Florida State QB Jameis Winston Wins Heisman Trophy
Florida State quarterback Jameis Winston, the nation's top-rated passer who led his team to college football's title game in his first season, was named the 2013 Heisman Trophy winner Saturday as the country's best collegiate player.
Winston, 19, became the youngest player and second straight redshirt freshman to win the award, following Texas A&M quarterback Johnny Manziel.
Winston completed nearly 68 percent of his passes for 3,820 yards, 38 touchdowns and 10 interceptions. Undefeated Florida State plays Auburn in the Jan. 6 Bowl Championship Series title game.
Winston won the 79th Heisman over the five other finalists invited to ceremonies in New York: Alabama quarterback AJ McCarron, who finished second; Northern Illinois quarterback Jordan Lynch, who finished third; Boston College running back Andre Williams, who finished fourth; Manziel, who finished fifth; and Auburn running back Tre Mason.
The award came just nine days after a Florida prosecutor announced that Winston would not be charged in the alleged rape of a female student at Florida State, and a day after the woman's attorney called for an independent investigation into the year-old case. Winston has maintained his innocence, and Florida Gov. Rick Scott says the case is closed.
"I trusted in the process," Winston said, in accepting the award.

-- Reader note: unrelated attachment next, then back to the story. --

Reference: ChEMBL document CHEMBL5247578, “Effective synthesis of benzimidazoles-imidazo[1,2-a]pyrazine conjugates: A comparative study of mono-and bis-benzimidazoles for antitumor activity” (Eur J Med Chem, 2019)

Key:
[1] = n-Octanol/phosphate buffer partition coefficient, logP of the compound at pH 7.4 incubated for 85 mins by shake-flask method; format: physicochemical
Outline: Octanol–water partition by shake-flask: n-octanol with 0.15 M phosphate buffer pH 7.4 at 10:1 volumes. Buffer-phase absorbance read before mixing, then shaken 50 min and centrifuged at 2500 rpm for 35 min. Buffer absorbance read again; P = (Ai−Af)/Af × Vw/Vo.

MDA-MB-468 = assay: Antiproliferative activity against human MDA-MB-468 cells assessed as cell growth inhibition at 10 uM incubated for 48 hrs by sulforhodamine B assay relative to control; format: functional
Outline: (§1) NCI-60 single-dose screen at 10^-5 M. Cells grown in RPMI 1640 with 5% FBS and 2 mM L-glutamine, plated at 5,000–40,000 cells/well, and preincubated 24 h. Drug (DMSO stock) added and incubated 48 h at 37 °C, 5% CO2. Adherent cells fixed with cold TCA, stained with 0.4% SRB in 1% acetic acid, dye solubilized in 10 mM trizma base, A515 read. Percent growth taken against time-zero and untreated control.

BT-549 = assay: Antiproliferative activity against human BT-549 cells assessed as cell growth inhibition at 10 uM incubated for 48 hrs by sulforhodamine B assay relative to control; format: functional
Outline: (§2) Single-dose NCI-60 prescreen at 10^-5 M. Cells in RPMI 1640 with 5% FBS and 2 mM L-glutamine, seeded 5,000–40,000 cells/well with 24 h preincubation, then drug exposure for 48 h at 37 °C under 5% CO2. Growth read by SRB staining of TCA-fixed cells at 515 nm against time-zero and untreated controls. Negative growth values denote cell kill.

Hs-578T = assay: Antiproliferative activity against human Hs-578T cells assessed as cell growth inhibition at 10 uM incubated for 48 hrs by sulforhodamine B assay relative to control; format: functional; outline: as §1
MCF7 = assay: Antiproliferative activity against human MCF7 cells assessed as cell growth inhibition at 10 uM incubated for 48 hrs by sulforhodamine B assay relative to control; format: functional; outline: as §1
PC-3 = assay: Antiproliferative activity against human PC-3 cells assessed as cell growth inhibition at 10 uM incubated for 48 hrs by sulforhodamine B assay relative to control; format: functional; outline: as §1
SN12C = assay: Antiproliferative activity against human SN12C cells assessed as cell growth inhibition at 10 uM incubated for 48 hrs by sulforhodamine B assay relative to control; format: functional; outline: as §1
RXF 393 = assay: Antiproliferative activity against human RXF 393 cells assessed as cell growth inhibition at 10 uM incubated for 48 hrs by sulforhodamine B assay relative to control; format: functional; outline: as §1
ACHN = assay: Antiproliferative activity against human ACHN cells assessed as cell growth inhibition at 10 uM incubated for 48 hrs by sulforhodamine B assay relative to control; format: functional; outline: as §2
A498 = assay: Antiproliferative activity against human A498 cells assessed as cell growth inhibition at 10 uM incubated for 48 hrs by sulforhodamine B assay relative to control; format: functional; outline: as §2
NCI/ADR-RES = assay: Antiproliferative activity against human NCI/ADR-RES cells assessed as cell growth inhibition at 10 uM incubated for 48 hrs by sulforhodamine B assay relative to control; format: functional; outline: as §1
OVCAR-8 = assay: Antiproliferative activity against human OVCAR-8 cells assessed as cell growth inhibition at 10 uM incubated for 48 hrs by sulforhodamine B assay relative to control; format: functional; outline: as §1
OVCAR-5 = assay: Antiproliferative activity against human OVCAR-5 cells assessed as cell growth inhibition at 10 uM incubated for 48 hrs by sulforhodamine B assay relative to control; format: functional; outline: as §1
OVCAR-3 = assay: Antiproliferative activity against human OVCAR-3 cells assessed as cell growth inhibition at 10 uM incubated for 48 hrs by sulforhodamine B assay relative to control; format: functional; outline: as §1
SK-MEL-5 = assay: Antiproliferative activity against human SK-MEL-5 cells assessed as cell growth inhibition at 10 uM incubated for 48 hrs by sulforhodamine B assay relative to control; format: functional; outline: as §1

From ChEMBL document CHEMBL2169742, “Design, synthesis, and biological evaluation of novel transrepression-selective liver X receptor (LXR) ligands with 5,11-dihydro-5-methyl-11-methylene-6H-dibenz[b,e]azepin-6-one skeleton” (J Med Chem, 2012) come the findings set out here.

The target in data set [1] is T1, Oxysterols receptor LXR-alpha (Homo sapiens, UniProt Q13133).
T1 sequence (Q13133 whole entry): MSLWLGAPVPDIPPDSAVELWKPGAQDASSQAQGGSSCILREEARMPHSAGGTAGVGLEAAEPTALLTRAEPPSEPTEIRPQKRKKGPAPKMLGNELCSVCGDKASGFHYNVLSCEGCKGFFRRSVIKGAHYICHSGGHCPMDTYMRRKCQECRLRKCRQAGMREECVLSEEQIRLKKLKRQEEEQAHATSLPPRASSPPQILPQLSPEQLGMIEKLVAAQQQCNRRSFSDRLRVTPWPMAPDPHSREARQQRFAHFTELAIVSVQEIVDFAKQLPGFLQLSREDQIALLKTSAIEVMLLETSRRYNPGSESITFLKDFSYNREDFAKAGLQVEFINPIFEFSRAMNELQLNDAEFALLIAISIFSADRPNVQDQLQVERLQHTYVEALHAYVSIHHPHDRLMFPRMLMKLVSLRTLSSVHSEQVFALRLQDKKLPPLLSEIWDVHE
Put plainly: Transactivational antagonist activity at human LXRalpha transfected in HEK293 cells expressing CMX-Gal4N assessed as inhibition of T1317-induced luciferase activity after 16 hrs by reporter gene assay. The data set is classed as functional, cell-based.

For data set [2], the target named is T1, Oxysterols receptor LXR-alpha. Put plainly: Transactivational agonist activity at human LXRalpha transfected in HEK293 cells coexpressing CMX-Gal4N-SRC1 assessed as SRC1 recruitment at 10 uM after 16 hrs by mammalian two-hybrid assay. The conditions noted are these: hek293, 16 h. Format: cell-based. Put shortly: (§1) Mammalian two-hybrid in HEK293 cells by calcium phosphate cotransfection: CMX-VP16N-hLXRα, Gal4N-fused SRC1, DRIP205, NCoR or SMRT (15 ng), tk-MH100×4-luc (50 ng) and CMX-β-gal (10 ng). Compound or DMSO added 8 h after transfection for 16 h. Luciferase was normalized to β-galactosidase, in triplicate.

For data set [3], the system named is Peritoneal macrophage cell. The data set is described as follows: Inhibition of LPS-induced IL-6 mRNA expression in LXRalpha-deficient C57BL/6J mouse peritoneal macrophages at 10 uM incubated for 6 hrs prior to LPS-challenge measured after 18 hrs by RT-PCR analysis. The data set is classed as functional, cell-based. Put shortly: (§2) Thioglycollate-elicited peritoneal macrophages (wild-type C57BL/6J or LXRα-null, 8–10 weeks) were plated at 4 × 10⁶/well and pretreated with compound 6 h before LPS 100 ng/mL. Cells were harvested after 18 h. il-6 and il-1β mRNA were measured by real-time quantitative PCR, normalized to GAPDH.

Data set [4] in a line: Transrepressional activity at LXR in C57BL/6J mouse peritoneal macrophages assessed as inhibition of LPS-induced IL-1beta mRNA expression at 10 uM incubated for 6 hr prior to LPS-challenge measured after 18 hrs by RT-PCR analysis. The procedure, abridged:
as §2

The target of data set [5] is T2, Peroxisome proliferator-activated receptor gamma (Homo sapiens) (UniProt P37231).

But the investigation dominated news coverage late in Winston's debut season, when sportswriters were mulling their Heisman selections.
On Friday, Sports Illustrated's Pete Thamel wrote that several recent recipients of the award have been "hounded" by off-field questions, and asked for guidance in the voting process.
Noting that the Heisman Trophy Trust states that the award "recognizes the outstanding college football player whose performance best exhibits the pursuit of excellence with integrity," Thamel wrote: "It's time that the Heisman Trust provided more clarity about exactly what it wants voters to look for in a candidate."
More than 900 voters, including 870 sports journalists and several dozen former Heisman winners, are eligible to cast ballots ranking their top three players.
Winston and Manziel are the only first-year players to win the award in the four decades since freshmen and redshirt freshmen (those who don't compete their first year of school) have been allowed on varsity NCAA sports teams.
Manziel told reporters this week he didn't vote for himself in either first or second place on his ballot.
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